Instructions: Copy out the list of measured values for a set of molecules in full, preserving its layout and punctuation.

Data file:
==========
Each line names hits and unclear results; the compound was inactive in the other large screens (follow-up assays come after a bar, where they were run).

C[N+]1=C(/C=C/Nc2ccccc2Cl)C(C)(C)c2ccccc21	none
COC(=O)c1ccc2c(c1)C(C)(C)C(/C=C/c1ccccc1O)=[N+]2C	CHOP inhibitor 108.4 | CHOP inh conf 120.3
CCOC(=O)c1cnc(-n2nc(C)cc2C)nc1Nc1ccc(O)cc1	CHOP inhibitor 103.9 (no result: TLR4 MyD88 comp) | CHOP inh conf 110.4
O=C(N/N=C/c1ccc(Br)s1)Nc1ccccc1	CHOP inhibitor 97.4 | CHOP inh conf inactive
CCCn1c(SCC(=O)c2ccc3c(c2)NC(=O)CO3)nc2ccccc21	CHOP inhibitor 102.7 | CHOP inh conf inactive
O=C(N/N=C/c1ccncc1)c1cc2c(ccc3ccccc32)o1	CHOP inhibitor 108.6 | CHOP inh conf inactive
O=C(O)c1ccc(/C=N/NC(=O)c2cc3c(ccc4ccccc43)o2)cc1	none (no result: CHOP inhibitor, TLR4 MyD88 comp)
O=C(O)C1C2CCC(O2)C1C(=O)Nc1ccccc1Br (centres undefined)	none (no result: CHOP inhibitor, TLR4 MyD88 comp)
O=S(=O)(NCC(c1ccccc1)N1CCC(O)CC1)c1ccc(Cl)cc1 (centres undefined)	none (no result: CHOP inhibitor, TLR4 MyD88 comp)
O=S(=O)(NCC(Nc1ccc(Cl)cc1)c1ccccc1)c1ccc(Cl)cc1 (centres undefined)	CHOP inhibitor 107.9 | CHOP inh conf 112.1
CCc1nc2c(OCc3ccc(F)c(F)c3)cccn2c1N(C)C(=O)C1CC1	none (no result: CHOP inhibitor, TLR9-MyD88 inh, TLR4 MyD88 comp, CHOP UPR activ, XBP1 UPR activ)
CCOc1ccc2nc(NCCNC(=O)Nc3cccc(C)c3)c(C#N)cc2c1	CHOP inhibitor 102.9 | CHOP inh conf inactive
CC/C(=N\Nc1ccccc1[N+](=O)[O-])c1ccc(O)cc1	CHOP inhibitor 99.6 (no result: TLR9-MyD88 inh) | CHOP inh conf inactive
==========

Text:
Each line names hits and unclear results; the compound was inactive in the other large screens (follow-up assays come after a bar, where they were run).

C[N+]1=C(/C=C/Nc2ccccc2Cl)C(C)(C)c2ccccc21	none
COC(=O)c1ccc2c(c1)C(C)(C)C(/C=C/c1ccccc1O)=[N+]2C	CHOP inhibitor 108.4 | CHOP inh conf 120.3
CCOC(=O)c1cnc(-n2nc(C)cc2C)nc1Nc1ccc(O)cc1	CHOP inhibitor 103.9 (no result: TLR4 MyD88 comp) | CHOP inh conf 110.4
O=C(N/N=C/c1ccc(Br)s1)Nc1ccccc1	CHOP inhibitor 97.4 | CHOP inh conf inactive
CCCn1c(SCC(=O)c2ccc3c(c2)NC(=O)CO3)nc2ccccc21	CHOP inhibitor 102.7 | CHOP inh conf inactive
O=C(N/N=C/c1ccncc1)c1cc2c(ccc3ccccc32)o1	CHOP inhibitor 108.6 | CHOP inh conf inactive
O=C(O)c1ccc(/C=N/NC(=O)c2cc3c(ccc4ccccc43)o2)cc1	none (no result: CHOP inhibitor, TLR4 MyD88 comp)
O=C(O)C1C2CCC(O2)C1C(=O)Nc1ccccc1Br (centres undefined)	none (no result: CHOP inhibitor, TLR4 MyD88 comp)
O=S(=O)(NCC(c1ccccc1)N1CCC(O)CC1)c1ccc(Cl)cc1 (centres undefined)	none (no result: CHOP inhibitor, TLR4 MyD88 comp)
O=S(=O)(NCC(Nc1ccc(Cl)cc1)c1ccccc1)c1ccc(Cl)cc1 (centres undefined)	CHOP inhibitor 107.9 | CHOP inh conf 112.1
CCc1nc2c(OCc3ccc(F)c(F)c3)cccn2c1N(C)C(=O)C1CC1	none (no result: CHOP inhibitor, TLR9-MyD88 inh, TLR4 MyD88 comp, CHOP UPR activ, XBP1 UPR activ)
CCOc1ccc2nc(NCCNC(=O)Nc3cccc(C)c3)c(C#N)cc2c1	CHOP inhibitor 102.9 | CHOP inh conf inactive
CC/C(=N\Nc1ccccc1[N+](=O)[O-])c1ccc(O)cc1	CHOP inhibitor 99.6 (no result: TLR9-MyD88 inh) | CHOP inh conf inactive